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My husband and I recently celebrated our eighth anniversary. The day of, we woke up late enjoyed a leisurely breakfast date, walked around the mall and otherwise enjoyed being sans kids for a few hours. Those things seem small but, since I’m an entrepreneur and he’s a busy insurance claims adjuster, between work and our two young sons we rarely get to do anything “leisurely”. Having some time for just us was nice, and though we’ve been purposing to do that more often taking in the meaning our special day made it all the more fun. We also took some time that day to take a few fun photos.

That weekend we took the laid-back, kid-free fun on the road with a quick getaway to Galveston island. We stayed at the Moody Gardens Hotel and took advantage of some of the attractions their on the Moody Gardens property. Moody Gardens is a public, non-profit educational destination with nature based attractions most well known for its three distinct pyramid structures.

I hadn’t been since I was a kid and my husband had never been. We had a delightful time. One morning, we enjoyed the breakfast buffet at Cafe In the Park, one of the on-site dining options at the Moody Gardens Hotel. I’ve been dreaming about those warm blueberry muffins with butter ever since.


Wanting to venture into other parts of Galveston, we decided to check out The Strand. Galveston’s Historic Strand District, commonly called The Strand,¬†is a National Historic Landmark. Several of the buildings that line the streets are over a century old. Art galleries, antique or souvenir shops, restaurants, nightclubs and hotels make this a high point of interest for the town’s locals and visitors. It has likely experienced even more foot traffic since the addition of Cruise Ship Terminal just walking distance from this busy area. Although it’s on the island’s edge, The Strand is Galveston’s downtown.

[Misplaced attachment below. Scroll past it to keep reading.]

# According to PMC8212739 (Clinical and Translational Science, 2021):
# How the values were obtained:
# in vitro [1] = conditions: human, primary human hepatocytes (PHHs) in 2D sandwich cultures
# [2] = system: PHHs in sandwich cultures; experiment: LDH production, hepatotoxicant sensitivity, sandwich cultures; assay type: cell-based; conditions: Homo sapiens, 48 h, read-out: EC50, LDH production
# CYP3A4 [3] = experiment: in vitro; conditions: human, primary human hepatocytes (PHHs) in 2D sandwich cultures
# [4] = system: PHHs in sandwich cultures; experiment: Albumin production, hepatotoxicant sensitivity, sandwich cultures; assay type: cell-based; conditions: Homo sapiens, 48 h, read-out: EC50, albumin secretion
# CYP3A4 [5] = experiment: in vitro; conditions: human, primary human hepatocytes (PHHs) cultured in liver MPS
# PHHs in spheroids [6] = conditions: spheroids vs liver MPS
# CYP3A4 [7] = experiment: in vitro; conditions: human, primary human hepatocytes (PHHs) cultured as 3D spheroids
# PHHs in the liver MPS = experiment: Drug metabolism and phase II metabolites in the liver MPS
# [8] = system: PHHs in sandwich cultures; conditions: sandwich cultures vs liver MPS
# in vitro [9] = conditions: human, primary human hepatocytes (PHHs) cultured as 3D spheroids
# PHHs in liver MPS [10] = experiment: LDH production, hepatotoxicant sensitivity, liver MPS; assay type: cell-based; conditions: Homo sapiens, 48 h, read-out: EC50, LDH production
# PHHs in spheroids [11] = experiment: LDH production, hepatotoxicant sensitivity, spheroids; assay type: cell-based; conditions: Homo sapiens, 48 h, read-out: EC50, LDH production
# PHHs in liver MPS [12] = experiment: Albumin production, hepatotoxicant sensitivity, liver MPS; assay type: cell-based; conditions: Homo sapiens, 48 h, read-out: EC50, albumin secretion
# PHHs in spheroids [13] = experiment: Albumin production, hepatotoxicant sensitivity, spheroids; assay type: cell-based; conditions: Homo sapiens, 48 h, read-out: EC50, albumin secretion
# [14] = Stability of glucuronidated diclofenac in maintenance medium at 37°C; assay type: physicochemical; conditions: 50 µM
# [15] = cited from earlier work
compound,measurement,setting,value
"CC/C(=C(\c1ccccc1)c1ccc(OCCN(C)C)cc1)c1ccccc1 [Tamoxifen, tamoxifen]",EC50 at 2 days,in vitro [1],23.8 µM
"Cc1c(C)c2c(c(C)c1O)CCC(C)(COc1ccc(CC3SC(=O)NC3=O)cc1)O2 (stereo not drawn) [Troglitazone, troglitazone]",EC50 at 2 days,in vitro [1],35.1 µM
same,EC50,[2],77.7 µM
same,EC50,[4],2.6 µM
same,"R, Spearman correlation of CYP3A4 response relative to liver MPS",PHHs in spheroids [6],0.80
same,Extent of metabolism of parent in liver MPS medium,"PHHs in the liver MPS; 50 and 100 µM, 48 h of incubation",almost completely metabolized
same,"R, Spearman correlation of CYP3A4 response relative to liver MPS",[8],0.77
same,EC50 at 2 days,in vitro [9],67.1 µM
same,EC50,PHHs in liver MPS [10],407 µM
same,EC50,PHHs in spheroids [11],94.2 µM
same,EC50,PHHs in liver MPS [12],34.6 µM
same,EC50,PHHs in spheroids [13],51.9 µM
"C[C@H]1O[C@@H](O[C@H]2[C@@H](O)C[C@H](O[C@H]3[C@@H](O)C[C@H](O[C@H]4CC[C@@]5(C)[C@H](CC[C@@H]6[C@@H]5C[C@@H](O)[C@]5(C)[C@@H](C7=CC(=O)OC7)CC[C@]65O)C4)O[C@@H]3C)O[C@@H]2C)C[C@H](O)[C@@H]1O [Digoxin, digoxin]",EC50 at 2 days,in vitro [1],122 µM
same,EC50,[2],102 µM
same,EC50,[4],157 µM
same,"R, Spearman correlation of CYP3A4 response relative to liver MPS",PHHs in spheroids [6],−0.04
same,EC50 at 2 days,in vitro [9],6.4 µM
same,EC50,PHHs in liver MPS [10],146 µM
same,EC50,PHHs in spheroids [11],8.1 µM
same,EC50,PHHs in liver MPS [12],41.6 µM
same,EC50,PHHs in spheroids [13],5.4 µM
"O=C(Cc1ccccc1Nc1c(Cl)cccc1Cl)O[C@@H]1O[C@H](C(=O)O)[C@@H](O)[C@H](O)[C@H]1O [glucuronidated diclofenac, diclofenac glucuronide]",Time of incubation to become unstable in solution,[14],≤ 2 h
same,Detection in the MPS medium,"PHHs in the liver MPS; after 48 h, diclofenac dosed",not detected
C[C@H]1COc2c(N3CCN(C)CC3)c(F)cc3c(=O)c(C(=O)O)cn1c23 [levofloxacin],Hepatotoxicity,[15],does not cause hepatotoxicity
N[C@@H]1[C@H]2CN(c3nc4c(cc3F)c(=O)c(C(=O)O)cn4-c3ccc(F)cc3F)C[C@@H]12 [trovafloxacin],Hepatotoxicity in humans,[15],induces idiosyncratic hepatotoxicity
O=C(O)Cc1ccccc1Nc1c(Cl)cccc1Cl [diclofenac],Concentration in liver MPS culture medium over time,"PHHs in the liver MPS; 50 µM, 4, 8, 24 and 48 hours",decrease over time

On our visit, we stopped by the Galveston Bookshop – a great way to spend time and find some old books you didn’t know you were looking for. We also happened to be in town during Galveston Restaurant Week (which is actually more like two weeks). While walking around The Strand, we stopped in for a bite at the downtown location of Shrimp N’ Stuff. I really wanted a po’ boy but decided to give there Restaurant Week menu a try. s&SI opted for the boudin balls appetizer, the crab cake & shrimp entree, and bread pudding for dessert. The boudin balls were pretty good. The entree, however, was disappointing. My favorite thing on the plate were the sauteed vegetables. To have been the main attraction, the crab cake was not up to par. The texture was gummy and not enough crab was present in view or taste. My husband could see I was disappointed but since we were having a good time, I really did not want to make a fuss. Our server saw I had not touched the crab cake, save for one initial bite, and asked my opinion. I was discreetly honest. They ended up taking a percentage of our bill, which was nice. The service was good, I just wish the food was better. All in all, I would have liked to try more places and had better experiences. I know there are good food spots in Galveston. On a previous business trip to the island, I visited Little Daddy’s Gumbo Bar. It was so good, that part of that same team building group made a second trip out from Houston . . . pretty much just for the gumbo. Their indulgent Mumbo Gumbo boasts shrimp, crab, oysters, chicken, sausage and prime rib. My hubby and I decided we’d be back to Galveston soon to seek out more outstanding bites on the island proper, and surrounding areas. A bit inland, about 20 miles from Galveston, there is a donut shop I read about in a Coastal Monthly article¬†featuring Where the locals go. Santa Fe Donuts has square donuts and a signature golden glaze that has me intrigued. And as we’ve already established, I’m not one to think twice about a road trip for deserving fare. there is certainly more to see, do and eat out on the island. Since the drive is not too far from our busy lives in Houston, we may just have to make Galveston a regular outing.